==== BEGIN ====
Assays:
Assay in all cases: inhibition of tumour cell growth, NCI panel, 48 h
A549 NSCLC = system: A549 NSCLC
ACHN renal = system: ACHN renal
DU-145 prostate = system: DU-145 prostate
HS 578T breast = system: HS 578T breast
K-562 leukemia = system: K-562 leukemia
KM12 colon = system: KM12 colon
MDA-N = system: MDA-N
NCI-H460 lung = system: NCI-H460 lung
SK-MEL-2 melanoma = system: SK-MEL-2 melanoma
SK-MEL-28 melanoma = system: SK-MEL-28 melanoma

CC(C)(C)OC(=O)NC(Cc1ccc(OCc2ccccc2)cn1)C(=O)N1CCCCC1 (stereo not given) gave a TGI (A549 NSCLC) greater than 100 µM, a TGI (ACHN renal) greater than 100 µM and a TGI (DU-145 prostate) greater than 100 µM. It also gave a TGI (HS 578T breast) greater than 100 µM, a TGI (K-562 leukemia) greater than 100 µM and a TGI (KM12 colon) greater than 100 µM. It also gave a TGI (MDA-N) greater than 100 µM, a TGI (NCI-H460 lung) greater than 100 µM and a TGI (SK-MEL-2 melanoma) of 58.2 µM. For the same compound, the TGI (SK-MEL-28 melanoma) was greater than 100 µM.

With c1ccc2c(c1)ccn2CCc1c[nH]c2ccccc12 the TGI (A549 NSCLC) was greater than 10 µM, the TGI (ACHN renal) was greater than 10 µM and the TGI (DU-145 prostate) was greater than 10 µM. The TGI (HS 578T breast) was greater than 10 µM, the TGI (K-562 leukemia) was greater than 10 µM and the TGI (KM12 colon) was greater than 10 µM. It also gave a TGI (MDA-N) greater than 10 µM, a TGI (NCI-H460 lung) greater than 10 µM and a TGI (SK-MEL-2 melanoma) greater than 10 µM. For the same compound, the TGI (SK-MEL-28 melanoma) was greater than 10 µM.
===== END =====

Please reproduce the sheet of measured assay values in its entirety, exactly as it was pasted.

Assays:
Assay in all cases: inhibition of tumour cell growth, NCI panel, 48 h
A549 NSCLC = system: A549 NSCLC
ACHN renal = system: ACHN renal
DU-145 prostate = system: DU-145 prostate
HS 578T breast = system: HS 578T breast
K-562 leukemia = system: K-562 leukemia
KM12 colon = system: KM12 colon
MDA-N = system: MDA-N
NCI-H460 lung = system: NCI-H460 lung
SK-MEL-2 melanoma = system: SK-MEL-2 melanoma
SK-MEL-28 melanoma = system: SK-MEL-28 melanoma

CC(C)(C)OC(=O)NC(Cc1ccc(OCc2ccccc2)cn1)C(=O)N1CCCCC1 (stereo not given) gave a TGI (A549 NSCLC) greater than 100 µM, a TGI (ACHN renal) greater than 100 µM and a TGI (DU-145 prostate) greater than 100 µM. It also gave a TGI (HS 578T breast) greater than 100 µM, a TGI (K-562 leukemia) greater than 100 µM and a TGI (KM12 colon) greater than 100 µM. It also gave a TGI (MDA-N) greater than 100 µM, a TGI (NCI-H460 lung) greater than 100 µM and a TGI (SK-MEL-2 melanoma) of 58.2 µM. For the same compound, the TGI (SK-MEL-28 melanoma) was greater than 100 µM.

With c1ccc2c(c1)ccn2CCc1c[nH]c2ccccc12 the TGI (A549 NSCLC) was greater than 10 µM, the TGI (ACHN renal) was greater than 10 µM and the TGI (DU-145 prostate) was greater than 10 µM. The TGI (HS 578T breast) was greater than 10 µM, the TGI (K-562 leukemia) was greater than 10 µM and the TGI (KM12 colon) was greater than 10 µM. It also gave a TGI (MDA-N) greater than 10 µM, a TGI (NCI-H460 lung) greater than 10 µM and a TGI (SK-MEL-2 melanoma) greater than 10 µM. For the same compound, the TGI (SK-MEL-28 melanoma) was greater than 10 µM.